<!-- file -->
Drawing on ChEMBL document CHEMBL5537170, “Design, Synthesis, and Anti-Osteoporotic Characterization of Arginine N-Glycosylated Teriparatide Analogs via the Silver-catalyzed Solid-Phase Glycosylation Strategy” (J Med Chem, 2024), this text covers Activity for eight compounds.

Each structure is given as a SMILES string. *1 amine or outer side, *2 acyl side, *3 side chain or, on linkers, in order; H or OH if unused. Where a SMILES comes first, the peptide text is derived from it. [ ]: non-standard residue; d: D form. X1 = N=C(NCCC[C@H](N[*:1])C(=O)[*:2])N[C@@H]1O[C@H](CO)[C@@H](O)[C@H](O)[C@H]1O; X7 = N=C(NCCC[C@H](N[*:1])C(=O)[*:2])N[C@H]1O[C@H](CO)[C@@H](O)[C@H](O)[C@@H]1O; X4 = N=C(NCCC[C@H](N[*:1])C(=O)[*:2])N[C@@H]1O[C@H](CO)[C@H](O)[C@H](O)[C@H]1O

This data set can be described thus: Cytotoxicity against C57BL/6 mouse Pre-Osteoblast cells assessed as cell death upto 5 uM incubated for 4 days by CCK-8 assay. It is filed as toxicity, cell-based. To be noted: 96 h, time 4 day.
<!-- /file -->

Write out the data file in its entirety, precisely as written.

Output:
Drawing on ChEMBL document CHEMBL5537170, “Design, Synthesis, and Anti-Osteoporotic Characterization of Arginine N-Glycosylated Teriparatide Analogs via the Silver-catalyzed Solid-Phase Glycosylation Strategy” (J Med Chem, 2024), this text covers Activity for eight compounds.

Each structure is given as a SMILES string. *1 amine or outer side, *2 acyl side, *3 side chain or, on linkers, in order; H or OH if unused. Where a SMILES comes first, the peptide text is derived from it. [ ]: non-standard residue; d: D form. X1 = N=C(NCCC[C@H](N[*:1])C(=O)[*:2])N[C@@H]1O[C@H](CO)[C@@H](O)[C@H](O)[C@H]1O; X7 = N=C(NCCC[C@H](N[*:1])C(=O)[*:2])N[C@H]1O[C@H](CO)[C@@H](O)[C@H](O)[C@@H]1O; X4 = N=C(NCCC[C@H](N[*:1])C(=O)[*:2])N[C@@H]1O[C@H](CO)[C@H](O)[C@H](O)[C@H]1O

This data set can be described thus: Cytotoxicity against C57BL/6 mouse Pre-Osteoblast cells assessed as cell death upto 5 uM incubated for 4 days by CCK-8 assay. It is filed as toxicity, cell-based. To be noted: 96 h, time 4 day.